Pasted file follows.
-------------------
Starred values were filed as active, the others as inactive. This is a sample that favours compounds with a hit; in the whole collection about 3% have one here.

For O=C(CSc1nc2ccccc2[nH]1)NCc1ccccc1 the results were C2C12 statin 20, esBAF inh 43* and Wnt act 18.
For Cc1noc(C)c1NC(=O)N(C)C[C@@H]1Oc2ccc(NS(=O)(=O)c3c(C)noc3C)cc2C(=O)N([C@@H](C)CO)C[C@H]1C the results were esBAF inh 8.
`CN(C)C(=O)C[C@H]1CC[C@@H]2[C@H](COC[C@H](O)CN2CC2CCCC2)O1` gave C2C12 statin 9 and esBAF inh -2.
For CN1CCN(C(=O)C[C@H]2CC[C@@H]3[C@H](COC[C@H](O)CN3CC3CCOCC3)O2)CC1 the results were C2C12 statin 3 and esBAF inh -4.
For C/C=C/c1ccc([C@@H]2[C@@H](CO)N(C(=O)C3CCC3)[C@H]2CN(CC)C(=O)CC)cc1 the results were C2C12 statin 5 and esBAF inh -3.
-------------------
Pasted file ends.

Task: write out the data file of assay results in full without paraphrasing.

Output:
Starred values were filed as active, the others as inactive. This is a sample that favours compounds with a hit; in the whole collection about 3% have one here.

For O=C(CSc1nc2ccccc2[nH]1)NCc1ccccc1 the results were C2C12 statin 20, esBAF inh 43* and Wnt act 18.
For Cc1noc(C)c1NC(=O)N(C)C[C@@H]1Oc2ccc(NS(=O)(=O)c3c(C)noc3C)cc2C(=O)N([C@@H](C)CO)C[C@H]1C the results were esBAF inh 8.
`CN(C)C(=O)C[C@H]1CC[C@@H]2[C@H](COC[C@H](O)CN2CC2CCCC2)O1` gave C2C12 statin 9 and esBAF inh -2.
For CN1CCN(C(=O)C[C@H]2CC[C@@H]3[C@H](COC[C@H](O)CN3CC3CCOCC3)O2)CC1 the results were C2C12 statin 3 and esBAF inh -4.
For C/C=C/c1ccc([C@@H]2[C@@H](CO)N(C(=O)C3CCC3)[C@H]2CN(CC)C(=O)CC)cc1 the results were C2C12 statin 5 and esBAF inh -3.